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Torres v. Graham

December 4, 2009


The opinion of the court was delivered by: Michael A. Telesca United States District Judge


I. Introduction

Petitioner Jose Torres ("petitioner") filed this pro se petition for a writ of habeas corpus pursuant to 28 U.S.C. § 2254 challenging his conviction in Supreme Court, Monroe County on one count of Murder in the Second Degree(N.Y. Penal Law § 125.21[1]). Following a jury trial before Justice Francis Affronti, petitioner was sentenced to a period of incarceration of twenty-five years to life.

II. Factual Background and Procedural History

Around 2:00 a.m. on the morning of July 4, 2001, Miguel Cruz ("Cruz" or "the victm") was "hanging out" with three friends on Hollister Street in the City of Rochester, setting off fireworks and drinking beer. T. 407-08, 427.*fn1 A man suddenly ran toward them, and, approaching Cruz from behind, shot him four times, killing him instantly.*fn2 T. 409, 430, 447, 509. The others ducked or fled and the man ran off.

Petitioner was brought to investigators attention in part by a career criminal named James VerNooy,*fn3 who lived in a boarding house on Lake Avenue directly below Stanley Hurlbert. Both Vernooy and Hurlbert testified at trial. Several hours after the shooting at approximately 7:30 a.m., petitioner entered VerNooy's apartment acting "high" and "skitsy." T. 462-63, 474. VerNooy testified that petitioner was a drug abuser and often needed money. T. 490. That morning, petitioner asked VerNooy for money, claiming that he needed it to get out of town because he had killed a man during the night. T. 462-64, 474. VerNooy and Hurlbert were skeptical of petitioner's story until they turned on the local television news channel. When a report came on about the shooting, petitioner said, "Yeah. that's me. I did that." T. 462-63, 476. VerNooy refused to give petitioner money and told him to leave. Later that day, VerNooy discovered that his keys were missing, and that his stereo, television, and other electronics had been taken from his apartment. Finding petitioner's wallet on his couch, VerNooy called police, and petitioner was arrested the next morning.

T. 476-80, 501-02, 570.

After his arrest, Rochester Police investigators met with petitioner at the Rochester Safety Building. Petitioner was apprised of and waived his Miranda rights, and investigators began questioning him about the burglary. Petitioner's wife, Kim Torres, was allowed to briefly see petitioner in the interview room. After an emotional conversation with his wife, petitioner eventually acknowledged responsibility for the burglary and the shooting. Petitioner told investigators that he had an argument with the victim earlier that night at a gas station, in which they had exchanged racial epithets.*fn4 Petitioner, who "had a lot to drink," said that he was still angry, so he and his acquaintance followed the victim's car. They continued to follow Cruz to Hollister Street, where he was standing with his friends, and petitioner shot at Cruz four times. Afterward, petitioner said that he went to the Driving Park Bridge and threw the gun into the river. He then went to VerNooy's apartment, where he stole electronic equipment.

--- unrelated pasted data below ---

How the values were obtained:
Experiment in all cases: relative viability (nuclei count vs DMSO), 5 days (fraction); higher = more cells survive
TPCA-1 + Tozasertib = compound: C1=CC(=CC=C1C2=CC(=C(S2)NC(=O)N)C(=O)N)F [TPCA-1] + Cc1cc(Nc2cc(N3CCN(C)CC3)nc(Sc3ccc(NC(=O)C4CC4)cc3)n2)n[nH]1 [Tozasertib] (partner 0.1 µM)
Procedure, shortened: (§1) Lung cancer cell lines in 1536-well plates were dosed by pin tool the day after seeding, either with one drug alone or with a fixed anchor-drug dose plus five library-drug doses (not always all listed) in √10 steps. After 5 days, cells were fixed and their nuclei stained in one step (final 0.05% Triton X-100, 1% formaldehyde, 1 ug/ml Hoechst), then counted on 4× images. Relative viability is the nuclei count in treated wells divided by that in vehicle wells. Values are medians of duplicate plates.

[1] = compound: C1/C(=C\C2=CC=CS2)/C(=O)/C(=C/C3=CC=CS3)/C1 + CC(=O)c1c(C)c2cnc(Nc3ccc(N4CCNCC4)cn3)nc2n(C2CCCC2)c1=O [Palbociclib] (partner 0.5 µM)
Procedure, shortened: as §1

T. 640-41, 646-47. The next afternoon, petitioner showed police where he had thrown the gun from the bridge into the Genesee River. Divers found two bullets and four shell casings. T. 523-28, 535-36, 543-46, 648-49.

Following a jury trial, petitioner was found guilty of second degree murder and was sentenced to 25 years to life imprisonment. Petitioner filed his first motion for vacatur pursuant to New York Crim. Proc. Law ("C.P.L.") § 440.10 on September 12, 2003, alleging ineffective assistance of trial counsel, and that his confession was fabricated by the detectives who interviewed him. See Respondent's Appx. C. The state court denied petitioner's ineffective assistance of counsel claim on the merits, and did not address the issue of his confession. See Decision and Order, No. 01-0543 dated 11/18/2003; Appx. G. Leave to appeal the denial was denied on January 22, 2004. On direct appeal, petitioner raised the following issues: 1) the trial court made an improper Sandoval ruling; 2) the trial court failed to inquire into possible jury taint; 3) prosecutorial misconduct; and 4) the conviction was against the weight of the evidence. The Appellate Division, Fourth Department, unanimously affirmed petitioner's conviction. People v. Torres, 17 A.D.3d 1046 (4th Dept.); lv. denied 5 N.Y.3d 811 (2005).*fn5

On July 13, 2006, petitioner sought a writ of error coram nobis before the state court, alleging ineffective assistance of appellate counsel. That motion was denied. Torres, 32 A.D.3d 1245 (4th Dept. 2006); lv. denied 8 N.Y.3d 991 (2007). Petitioner's second C.P.L. § 440 motion alleging newly discovered evidence was denied on November 20, 2007. See Decision Order, No. 01-0543 dated 11/20/2007; Appx. Z-6. While these motions were pending in state court, petitioner filed a petition seeking habeas corpus relief with this Court pursuant to 28 U.S.C. § 2254. (Dkt. #1). After multiple motions seeking to stay the petition and for extensions of time, petitioner filed an amended petition per the direction of the court. (Dkt. ##25, 26). Petitioner's amended petition is comprised of four claims: 1) ineffective assistance of appellate counsel; 2) insufficiency of the evidence; 3) ineffective assistance of trial counsel; 4) defective Sandoval hearing; and 5) actual innocence. (Dkt. #26). Respondent has filed a response and memorandum of law, opposing the amended petition on procedural grounds and on the merits. (Dkt. #28). For the reasons that follow, the Court finds that petitioner is not entitled to habeas relief.

III. Discussion

A. General Principals Applicable to Federal ...

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